The Budget, in British politics, is always a notable moment. From Gordon Brown to George Osborne, those holding the office of the Chancellor of the Exchequer have never quite endeared themselves as the (Alistair) Darling(s) of the nation. Phillip Hammond’s latest Budget ensures the status quo is maintained, as he introduced a raft of controversial … Continue reading Chancellor’s Job a Tough ‘Gig’
Freedom of the press has always been a fundamental aspect of British life. Whether discussing political or sporting decisions, the variety of opinions proffered by our journalists has served as a vital source of information. After all, there is nothing better than hearing different opinions on just where Ed Miliband ranks in the pantheon of … Continue reading Freedom of the British Press: Ironing Out Bad Behaviour
Any law student that has ever studied constitutional law would have been beaming at the chance today to use their knowledge of parliamentary sovereignty that laboured them throughout their public law exams many years ago. Having heard submissions over a four-day period in December, the Supreme Court justices ruled this morning, in an 8-3 majority, … Continue reading GUARDIANS OF THE PEOPLE – But Is There Any Hope For Politics?
Lancaster House is a beautiful and eloquent structure, but today it lay host to a stormy and volatile topic. After weeks of criticism for her indecisive behaviour, Theresa May stepped out to deliver clarity on her Brexit plans. Political speeches are normally filled with ambiguity and general commitments, but today, we finally witnessed some direction, … Continue reading MAYDAY: Is Trump Britain’s Brexit Saviour?
Apologies if the year hasn’t started with any positive news. In order to buck the recent trend, I’ve got some mixed news to bring. The good news is that for the first time in British legal and political history, the United Kingdom’s Attorney General is to set out the legal basis for military strikes against … Continue reading Drone Wars
Monday saw the worst possible opening to a week, a 24 hour tube strike left commuters frustratingly searching for alternate routes around the country’s capital. On a bleak, rainy morning, my Facebook timeline was filled with forlorn, moaning travellers – and I have to admit, I was one of them. However, underground passengers were afforded … Continue reading SOUTHERN FAIL – STRIKEOUT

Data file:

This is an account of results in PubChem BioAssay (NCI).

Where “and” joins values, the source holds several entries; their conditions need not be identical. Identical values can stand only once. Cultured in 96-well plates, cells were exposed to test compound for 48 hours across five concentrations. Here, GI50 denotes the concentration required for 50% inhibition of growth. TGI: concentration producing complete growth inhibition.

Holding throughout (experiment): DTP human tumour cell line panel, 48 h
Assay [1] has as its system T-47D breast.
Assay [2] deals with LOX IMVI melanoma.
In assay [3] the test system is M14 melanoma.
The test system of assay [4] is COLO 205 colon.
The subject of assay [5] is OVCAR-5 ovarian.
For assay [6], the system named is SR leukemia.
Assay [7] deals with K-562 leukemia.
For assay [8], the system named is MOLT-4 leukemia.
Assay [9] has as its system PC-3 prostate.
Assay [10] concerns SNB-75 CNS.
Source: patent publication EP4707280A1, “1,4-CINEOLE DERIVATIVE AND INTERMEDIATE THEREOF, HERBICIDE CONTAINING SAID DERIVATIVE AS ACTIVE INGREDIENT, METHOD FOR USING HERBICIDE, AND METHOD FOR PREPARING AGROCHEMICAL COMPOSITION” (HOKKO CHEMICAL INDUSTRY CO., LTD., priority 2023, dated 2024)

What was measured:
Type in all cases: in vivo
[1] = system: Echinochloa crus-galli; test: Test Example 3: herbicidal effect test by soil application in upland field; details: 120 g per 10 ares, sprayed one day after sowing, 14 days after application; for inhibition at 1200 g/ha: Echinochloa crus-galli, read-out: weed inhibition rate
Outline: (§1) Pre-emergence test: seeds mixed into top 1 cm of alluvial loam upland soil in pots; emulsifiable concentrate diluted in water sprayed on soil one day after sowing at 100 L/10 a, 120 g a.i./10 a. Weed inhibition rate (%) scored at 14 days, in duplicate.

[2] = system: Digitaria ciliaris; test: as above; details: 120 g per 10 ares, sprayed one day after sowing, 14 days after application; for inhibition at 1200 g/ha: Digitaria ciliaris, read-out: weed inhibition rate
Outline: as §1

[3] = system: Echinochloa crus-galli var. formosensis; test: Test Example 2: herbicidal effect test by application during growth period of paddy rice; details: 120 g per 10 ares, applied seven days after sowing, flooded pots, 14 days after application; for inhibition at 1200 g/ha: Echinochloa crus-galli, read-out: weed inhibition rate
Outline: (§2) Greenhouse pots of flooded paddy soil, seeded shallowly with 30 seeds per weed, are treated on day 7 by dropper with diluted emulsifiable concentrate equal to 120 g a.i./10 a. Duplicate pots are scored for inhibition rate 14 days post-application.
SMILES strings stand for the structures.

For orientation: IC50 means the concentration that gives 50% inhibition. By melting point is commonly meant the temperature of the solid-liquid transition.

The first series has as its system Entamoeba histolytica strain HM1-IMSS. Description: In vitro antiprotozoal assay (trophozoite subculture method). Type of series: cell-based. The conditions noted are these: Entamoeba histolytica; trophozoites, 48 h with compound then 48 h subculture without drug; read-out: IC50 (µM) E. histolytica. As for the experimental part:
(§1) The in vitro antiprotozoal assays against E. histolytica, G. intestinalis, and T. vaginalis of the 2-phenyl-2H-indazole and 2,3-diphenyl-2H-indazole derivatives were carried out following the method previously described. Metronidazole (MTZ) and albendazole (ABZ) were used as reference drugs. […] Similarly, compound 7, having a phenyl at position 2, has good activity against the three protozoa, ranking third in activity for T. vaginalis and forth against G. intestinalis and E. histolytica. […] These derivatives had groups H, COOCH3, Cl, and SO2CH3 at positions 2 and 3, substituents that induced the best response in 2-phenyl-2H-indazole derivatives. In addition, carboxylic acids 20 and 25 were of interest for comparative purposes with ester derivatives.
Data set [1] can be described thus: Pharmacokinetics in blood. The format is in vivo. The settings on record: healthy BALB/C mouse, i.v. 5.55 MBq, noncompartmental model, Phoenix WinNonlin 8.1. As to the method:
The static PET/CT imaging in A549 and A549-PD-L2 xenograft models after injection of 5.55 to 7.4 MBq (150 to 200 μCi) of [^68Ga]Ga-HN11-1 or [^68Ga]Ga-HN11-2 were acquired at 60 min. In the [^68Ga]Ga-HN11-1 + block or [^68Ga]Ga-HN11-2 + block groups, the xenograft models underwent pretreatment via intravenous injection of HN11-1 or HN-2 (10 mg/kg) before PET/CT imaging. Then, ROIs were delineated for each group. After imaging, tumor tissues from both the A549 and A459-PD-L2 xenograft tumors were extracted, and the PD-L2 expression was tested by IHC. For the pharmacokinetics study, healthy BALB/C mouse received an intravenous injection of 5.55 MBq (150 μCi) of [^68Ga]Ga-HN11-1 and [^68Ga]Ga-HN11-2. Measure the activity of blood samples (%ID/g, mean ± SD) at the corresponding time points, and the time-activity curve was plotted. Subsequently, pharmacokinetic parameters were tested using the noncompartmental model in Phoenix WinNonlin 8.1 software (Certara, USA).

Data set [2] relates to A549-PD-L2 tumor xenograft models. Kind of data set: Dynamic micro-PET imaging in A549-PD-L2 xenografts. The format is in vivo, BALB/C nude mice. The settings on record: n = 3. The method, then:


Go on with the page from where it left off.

What is a conversation these days without Brexit? The Remoaners still champion their cause, but the Brexiteers boast Theresa May’s words of “Brexit means Brexit”. Then it was the remain camp’s time to boast following a temporary victory in the High Court regarding parliamentary procedure. If this was the 17th century again, one might fear … Continue reading Brexit Breakdown: New Year, New Economy?
Bouncing like a fracking crane, fluctuating oil prices are a constant feature of the modern market. There is little that is more important than oil prices, given that they affect so many industries and intrude into all nations. A major player in this phenomenon is the Organisation of the Petroleum Exporting Countries (OPEC), an intergovernmental … Continue reading The Power of Oil – OPEC Taking Control
Shopaholics awoke early this morning, ready and primed to take advantage of the sales and fight off those competing for the last stocked item of their deepest desires. Since 1932, Black Friday was considered the unofficial initiation of the Christmas shopping season. Despite its early inception, the term “Black Friday” was only coined in the … Continue reading Shopaholic Britain – Black Friday & Growth of the Online Marketplace
Magna Carta is the “anchor of the rule of law” as once famously described by Lord Bingham of Cornhill. 800 years since its signing in 1215, the relevance of the Great Charter as this ‘anchor’ in contemporary systems has come to the forefront of attention as societal changes, economic pressures and political influences exert themselves … Continue reading Magna Carta – Dead or Alive?